“Zaddy,” “Yeet,” and other popular words added to Dictionary.com

Carter Mudgett, Student Government Reporter

Dust off that old scrabble board for family game night because Dictionary.com has added more than 300 new words that cover topics ranging from COVID-19 to well-known pop culture references. 

“Our team is redefining what it means to be the dictionary in a fast-changing world. We’re more than just definitions and synonyms,” said Jennifer Steeves-Kiss, CEO of Dictionary.com.

Most prominent over the past year has been, of course, the COVID-19 pandemic. Additions include “long COVID”, “long haul”, and “long hauler”, which help to describe the long-term effects of the virus. Students, after a long and tedious year of online learning, can now define the words “asynchronous” and “synchronous.”

Within the world of technology, “5G,” fifth-generation, has been added. “Ingénue,” a word commonly used with TV shows, movies, and plays, was also a recent addition. 

Courtesy of Pexels.

The recent outcry to correct the racial disparities across America and the world has prompted the slang term “Aunt Jemima” and “Black Code,” and other various identity and racial terms to be defined. Abbreviations “JEDI” (justice, equity, diversity, and inclusion) and “DEI” (diversity, equity, and inclusion), were both part of the addition, beside “TW” (trigger warning) and “CW” (content warning).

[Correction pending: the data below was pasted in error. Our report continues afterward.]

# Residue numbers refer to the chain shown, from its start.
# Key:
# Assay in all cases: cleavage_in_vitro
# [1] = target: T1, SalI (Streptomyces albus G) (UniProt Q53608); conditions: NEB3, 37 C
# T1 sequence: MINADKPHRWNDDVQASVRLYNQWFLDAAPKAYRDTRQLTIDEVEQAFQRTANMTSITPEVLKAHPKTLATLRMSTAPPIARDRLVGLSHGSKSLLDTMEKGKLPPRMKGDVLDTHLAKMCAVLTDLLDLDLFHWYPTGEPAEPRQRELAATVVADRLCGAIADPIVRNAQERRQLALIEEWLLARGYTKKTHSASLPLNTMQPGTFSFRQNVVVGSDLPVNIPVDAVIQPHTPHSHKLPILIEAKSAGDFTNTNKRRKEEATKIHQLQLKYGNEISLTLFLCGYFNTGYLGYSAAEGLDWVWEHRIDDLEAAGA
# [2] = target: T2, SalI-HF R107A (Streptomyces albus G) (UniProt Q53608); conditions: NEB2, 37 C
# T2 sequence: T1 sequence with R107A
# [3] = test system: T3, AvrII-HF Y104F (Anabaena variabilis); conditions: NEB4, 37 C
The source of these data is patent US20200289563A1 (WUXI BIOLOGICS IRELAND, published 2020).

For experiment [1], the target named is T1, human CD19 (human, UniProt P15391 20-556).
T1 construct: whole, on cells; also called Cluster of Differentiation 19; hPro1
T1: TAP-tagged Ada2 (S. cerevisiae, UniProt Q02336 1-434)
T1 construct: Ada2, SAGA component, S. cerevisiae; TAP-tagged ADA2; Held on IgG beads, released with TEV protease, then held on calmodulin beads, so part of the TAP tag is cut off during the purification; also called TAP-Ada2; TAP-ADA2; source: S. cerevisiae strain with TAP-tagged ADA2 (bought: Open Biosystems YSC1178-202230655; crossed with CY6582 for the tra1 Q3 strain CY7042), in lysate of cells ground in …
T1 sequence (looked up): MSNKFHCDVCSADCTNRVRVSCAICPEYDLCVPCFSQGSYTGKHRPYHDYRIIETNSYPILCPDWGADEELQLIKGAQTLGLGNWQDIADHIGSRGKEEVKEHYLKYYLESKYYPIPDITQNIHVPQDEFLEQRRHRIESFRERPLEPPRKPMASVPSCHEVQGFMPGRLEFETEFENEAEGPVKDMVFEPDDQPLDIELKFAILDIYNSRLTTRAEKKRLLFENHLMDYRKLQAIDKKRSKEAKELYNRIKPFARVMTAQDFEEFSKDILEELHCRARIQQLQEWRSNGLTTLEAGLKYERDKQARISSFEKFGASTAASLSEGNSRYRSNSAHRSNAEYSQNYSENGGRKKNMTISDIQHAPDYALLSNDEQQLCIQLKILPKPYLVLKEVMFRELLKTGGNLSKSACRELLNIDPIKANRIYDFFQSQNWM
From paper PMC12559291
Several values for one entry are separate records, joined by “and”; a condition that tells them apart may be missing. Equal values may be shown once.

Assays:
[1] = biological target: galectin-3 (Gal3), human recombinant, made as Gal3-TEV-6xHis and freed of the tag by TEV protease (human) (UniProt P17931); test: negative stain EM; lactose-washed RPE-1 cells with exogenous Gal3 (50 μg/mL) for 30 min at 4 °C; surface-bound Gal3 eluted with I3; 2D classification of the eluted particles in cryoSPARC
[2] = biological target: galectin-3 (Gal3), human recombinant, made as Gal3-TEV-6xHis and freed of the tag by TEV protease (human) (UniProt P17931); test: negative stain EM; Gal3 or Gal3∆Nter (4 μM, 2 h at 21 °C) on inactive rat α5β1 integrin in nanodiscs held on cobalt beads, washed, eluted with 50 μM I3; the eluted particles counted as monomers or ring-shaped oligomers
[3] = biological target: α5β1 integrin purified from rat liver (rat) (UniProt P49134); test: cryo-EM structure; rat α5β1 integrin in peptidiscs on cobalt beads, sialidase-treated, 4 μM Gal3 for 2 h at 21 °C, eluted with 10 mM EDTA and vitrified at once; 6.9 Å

Young people can be free to express themselves with Dictionary.com at their backs as “yeet,” “snack,” and “zaddy” have officially been given new definitions. On the other hand, words like “silver fox” have been given updated definitions. 

John Kelly, a Managing Editor for Dictionary.com, said that “the latest update to our dictionary continues to mirror the world around us.” These new additions may help society better express their experiences, hardships, and emotions.  

Additional notable mentions:

  • y’all: you (used in direct address usually to two or more people, or to one person who represents a family, organization, etc.).
  • second gentleman: the husband of the U.S. vice president, or the husband of a current state or local official ranking immediately below the governor or mayor
  • scrappy: having or showing spirit and determination, especially in spite of obstacles.
  • oof: an exclamation used to sympathize with someone else’s pain or dismay, or to express one’s own.
  • lemming: a person who follows the will of others, especially in a mass movement, and heads straight into a situation or circumstance that is dangerous, stupid, or destructive.
  • boondoggle: a wasteful and worthless project undertaken for political, corporate, or personal gain, typically a government project funded by taxpayers.


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